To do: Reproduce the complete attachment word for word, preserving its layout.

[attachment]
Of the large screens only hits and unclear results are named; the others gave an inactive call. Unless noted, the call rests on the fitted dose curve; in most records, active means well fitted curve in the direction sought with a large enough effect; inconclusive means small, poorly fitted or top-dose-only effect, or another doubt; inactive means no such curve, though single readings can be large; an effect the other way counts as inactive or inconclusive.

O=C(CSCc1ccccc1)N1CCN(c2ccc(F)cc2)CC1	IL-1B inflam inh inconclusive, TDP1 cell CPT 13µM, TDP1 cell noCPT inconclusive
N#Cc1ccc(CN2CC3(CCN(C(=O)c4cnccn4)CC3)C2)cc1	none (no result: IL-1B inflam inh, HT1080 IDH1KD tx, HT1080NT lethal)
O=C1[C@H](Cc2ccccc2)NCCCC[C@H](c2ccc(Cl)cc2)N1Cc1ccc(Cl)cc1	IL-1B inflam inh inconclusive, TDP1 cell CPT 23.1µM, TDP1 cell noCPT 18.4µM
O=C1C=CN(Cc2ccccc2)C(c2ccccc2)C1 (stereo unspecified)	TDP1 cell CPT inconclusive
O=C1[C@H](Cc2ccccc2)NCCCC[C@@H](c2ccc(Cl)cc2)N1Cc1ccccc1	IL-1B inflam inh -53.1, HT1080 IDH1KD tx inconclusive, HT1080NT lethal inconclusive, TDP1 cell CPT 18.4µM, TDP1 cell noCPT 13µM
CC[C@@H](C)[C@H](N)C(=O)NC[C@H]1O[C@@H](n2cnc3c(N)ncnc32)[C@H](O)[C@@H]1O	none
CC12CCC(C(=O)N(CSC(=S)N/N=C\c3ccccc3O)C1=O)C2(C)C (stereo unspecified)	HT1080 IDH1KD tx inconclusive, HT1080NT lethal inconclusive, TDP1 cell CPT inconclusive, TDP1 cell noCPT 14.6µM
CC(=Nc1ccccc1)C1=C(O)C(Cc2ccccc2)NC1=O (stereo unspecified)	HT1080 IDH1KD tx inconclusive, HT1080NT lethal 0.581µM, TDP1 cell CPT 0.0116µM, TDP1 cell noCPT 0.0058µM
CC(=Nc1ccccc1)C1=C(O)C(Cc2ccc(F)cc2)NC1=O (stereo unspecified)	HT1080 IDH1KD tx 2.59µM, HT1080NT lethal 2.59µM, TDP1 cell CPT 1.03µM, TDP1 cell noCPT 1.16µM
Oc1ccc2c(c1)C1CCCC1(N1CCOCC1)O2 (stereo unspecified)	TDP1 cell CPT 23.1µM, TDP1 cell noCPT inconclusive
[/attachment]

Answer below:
Of the large screens only hits and unclear results are named; the others gave an inactive call. Unless noted, the call rests on the fitted dose curve; in most records, active means well fitted curve in the direction sought with a large enough effect; inconclusive means small, poorly fitted or top-dose-only effect, or another doubt; inactive means no such curve, though single readings can be large; an effect the other way counts as inactive or inconclusive.

O=C(CSCc1ccccc1)N1CCN(c2ccc(F)cc2)CC1	IL-1B inflam inh inconclusive, TDP1 cell CPT 13µM, TDP1 cell noCPT inconclusive
N#Cc1ccc(CN2CC3(CCN(C(=O)c4cnccn4)CC3)C2)cc1	none (no result: IL-1B inflam inh, HT1080 IDH1KD tx, HT1080NT lethal)
O=C1[C@H](Cc2ccccc2)NCCCC[C@H](c2ccc(Cl)cc2)N1Cc1ccc(Cl)cc1	IL-1B inflam inh inconclusive, TDP1 cell CPT 23.1µM, TDP1 cell noCPT 18.4µM
O=C1C=CN(Cc2ccccc2)C(c2ccccc2)C1 (stereo unspecified)	TDP1 cell CPT inconclusive
O=C1[C@H](Cc2ccccc2)NCCCC[C@@H](c2ccc(Cl)cc2)N1Cc1ccccc1	IL-1B inflam inh -53.1, HT1080 IDH1KD tx inconclusive, HT1080NT lethal inconclusive, TDP1 cell CPT 18.4µM, TDP1 cell noCPT 13µM
CC[C@@H](C)[C@H](N)C(=O)NC[C@H]1O[C@@H](n2cnc3c(N)ncnc32)[C@H](O)[C@@H]1O	none
CC12CCC(C(=O)N(CSC(=S)N/N=C\c3ccccc3O)C1=O)C2(C)C (stereo unspecified)	HT1080 IDH1KD tx inconclusive, HT1080NT lethal inconclusive, TDP1 cell CPT inconclusive, TDP1 cell noCPT 14.6µM
CC(=Nc1ccccc1)C1=C(O)C(Cc2ccccc2)NC1=O (stereo unspecified)	HT1080 IDH1KD tx inconclusive, HT1080NT lethal 0.581µM, TDP1 cell CPT 0.0116µM, TDP1 cell noCPT 0.0058µM
CC(=Nc1ccccc1)C1=C(O)C(Cc2ccc(F)cc2)NC1=O (stereo unspecified)	HT1080 IDH1KD tx 2.59µM, HT1080NT lethal 2.59µM, TDP1 cell CPT 1.03µM, TDP1 cell noCPT 1.16µM
Oc1ccc2c(c1)C1CCCC1(N1CCOCC1)O2 (stereo unspecified)	TDP1 cell CPT 23.1µM, TDP1 cell noCPT inconclusive